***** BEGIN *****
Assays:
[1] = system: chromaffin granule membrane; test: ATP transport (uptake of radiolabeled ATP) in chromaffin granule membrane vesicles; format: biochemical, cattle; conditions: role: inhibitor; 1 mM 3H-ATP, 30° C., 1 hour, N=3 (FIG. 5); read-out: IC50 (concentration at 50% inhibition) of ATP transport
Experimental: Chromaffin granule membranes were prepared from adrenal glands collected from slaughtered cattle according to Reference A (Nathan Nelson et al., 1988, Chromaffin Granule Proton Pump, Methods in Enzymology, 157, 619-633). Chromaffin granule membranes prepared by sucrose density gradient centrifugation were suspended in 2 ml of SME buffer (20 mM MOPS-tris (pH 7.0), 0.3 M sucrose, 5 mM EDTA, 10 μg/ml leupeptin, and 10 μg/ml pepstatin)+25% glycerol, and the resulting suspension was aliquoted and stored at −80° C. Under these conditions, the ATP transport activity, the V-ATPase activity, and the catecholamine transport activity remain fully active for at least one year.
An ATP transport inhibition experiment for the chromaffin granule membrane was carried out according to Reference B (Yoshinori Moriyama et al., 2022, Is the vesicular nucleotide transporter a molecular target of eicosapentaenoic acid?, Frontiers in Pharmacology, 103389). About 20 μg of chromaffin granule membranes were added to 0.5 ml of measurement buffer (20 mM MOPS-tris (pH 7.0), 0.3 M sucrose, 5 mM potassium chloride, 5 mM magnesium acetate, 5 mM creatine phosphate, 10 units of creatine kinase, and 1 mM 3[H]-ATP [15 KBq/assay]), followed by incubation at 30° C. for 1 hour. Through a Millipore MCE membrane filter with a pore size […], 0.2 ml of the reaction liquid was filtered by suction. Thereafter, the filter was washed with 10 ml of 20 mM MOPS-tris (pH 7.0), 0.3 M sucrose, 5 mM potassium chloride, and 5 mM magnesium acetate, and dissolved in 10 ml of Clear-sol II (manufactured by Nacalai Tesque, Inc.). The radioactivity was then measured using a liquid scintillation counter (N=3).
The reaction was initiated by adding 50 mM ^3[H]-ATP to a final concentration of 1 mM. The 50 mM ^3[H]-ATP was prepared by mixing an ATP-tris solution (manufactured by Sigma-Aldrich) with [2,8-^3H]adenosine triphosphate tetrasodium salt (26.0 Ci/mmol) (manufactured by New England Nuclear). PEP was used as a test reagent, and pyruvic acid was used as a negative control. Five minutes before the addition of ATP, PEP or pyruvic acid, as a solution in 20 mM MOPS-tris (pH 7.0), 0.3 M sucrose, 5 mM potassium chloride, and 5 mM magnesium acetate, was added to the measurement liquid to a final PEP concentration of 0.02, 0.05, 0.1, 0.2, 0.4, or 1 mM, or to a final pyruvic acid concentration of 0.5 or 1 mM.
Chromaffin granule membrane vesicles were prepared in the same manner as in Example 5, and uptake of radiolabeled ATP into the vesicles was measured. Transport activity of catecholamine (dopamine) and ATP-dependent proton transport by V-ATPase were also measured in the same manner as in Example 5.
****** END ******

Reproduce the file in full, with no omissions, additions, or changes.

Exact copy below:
Assays:
[1] = system: chromaffin granule membrane; test: ATP transport (uptake of radiolabeled ATP) in chromaffin granule membrane vesicles; format: biochemical, cattle; conditions: role: inhibitor; 1 mM 3H-ATP, 30° C., 1 hour, N=3 (FIG. 5); read-out: IC50 (concentration at 50% inhibition) of ATP transport
Experimental: Chromaffin granule membranes were prepared from adrenal glands collected from slaughtered cattle according to Reference A (Nathan Nelson et al., 1988, Chromaffin Granule Proton Pump, Methods in Enzymology, 157, 619-633). Chromaffin granule membranes prepared by sucrose density gradient centrifugation were suspended in 2 ml of SME buffer (20 mM MOPS-tris (pH 7.0), 0.3 M sucrose, 5 mM EDTA, 10 μg/ml leupeptin, and 10 μg/ml pepstatin)+25% glycerol, and the resulting suspension was aliquoted and stored at −80° C. Under these conditions, the ATP transport activity, the V-ATPase activity, and the catecholamine transport activity remain fully active for at least one year.
An ATP transport inhibition experiment for the chromaffin granule membrane was carried out according to Reference B (Yoshinori Moriyama et al., 2022, Is the vesicular nucleotide transporter a molecular target of eicosapentaenoic acid?, Frontiers in Pharmacology, 103389). About 20 μg of chromaffin granule membranes were added to 0.5 ml of measurement buffer (20 mM MOPS-tris (pH 7.0), 0.3 M sucrose, 5 mM potassium chloride, 5 mM magnesium acetate, 5 mM creatine phosphate, 10 units of creatine kinase, and 1 mM 3[H]-ATP [15 KBq/assay]), followed by incubation at 30° C. for 1 hour. Through a Millipore MCE membrane filter with a pore size […], 0.2 ml of the reaction liquid was filtered by suction. Thereafter, the filter was washed with 10 ml of 20 mM MOPS-tris (pH 7.0), 0.3 M sucrose, 5 mM potassium chloride, and 5 mM magnesium acetate, and dissolved in 10 ml of Clear-sol II (manufactured by Nacalai Tesque, Inc.). The radioactivity was then measured using a liquid scintillation counter (N=3).
The reaction was initiated by adding 50 mM ^3[H]-ATP to a final concentration of 1 mM. The 50 mM ^3[H]-ATP was prepared by mixing an ATP-tris solution (manufactured by Sigma-Aldrich) with [2,8-^3H]adenosine triphosphate tetrasodium salt (26.0 Ci/mmol) (manufactured by New England Nuclear). PEP was used as a test reagent, and pyruvic acid was used as a negative control. Five minutes before the addition of ATP, PEP or pyruvic acid, as a solution in 20 mM MOPS-tris (pH 7.0), 0.3 M sucrose, 5 mM potassium chloride, and 5 mM magnesium acetate, was added to the measurement liquid to a final PEP concentration of 0.02, 0.05, 0.1, 0.2, 0.4, or 1 mM, or to a final pyruvic acid concentration of 0.5 or 1 mM.
Chromaffin granule membrane vesicles were prepared in the same manner as in Example 5, and uptake of radiolabeled ATP into the vesicles was measured. Transport activity of catecholamine (dopamine) and ATP-dependent proton transport by V-ATPase were also measured in the same manner as in Example 5.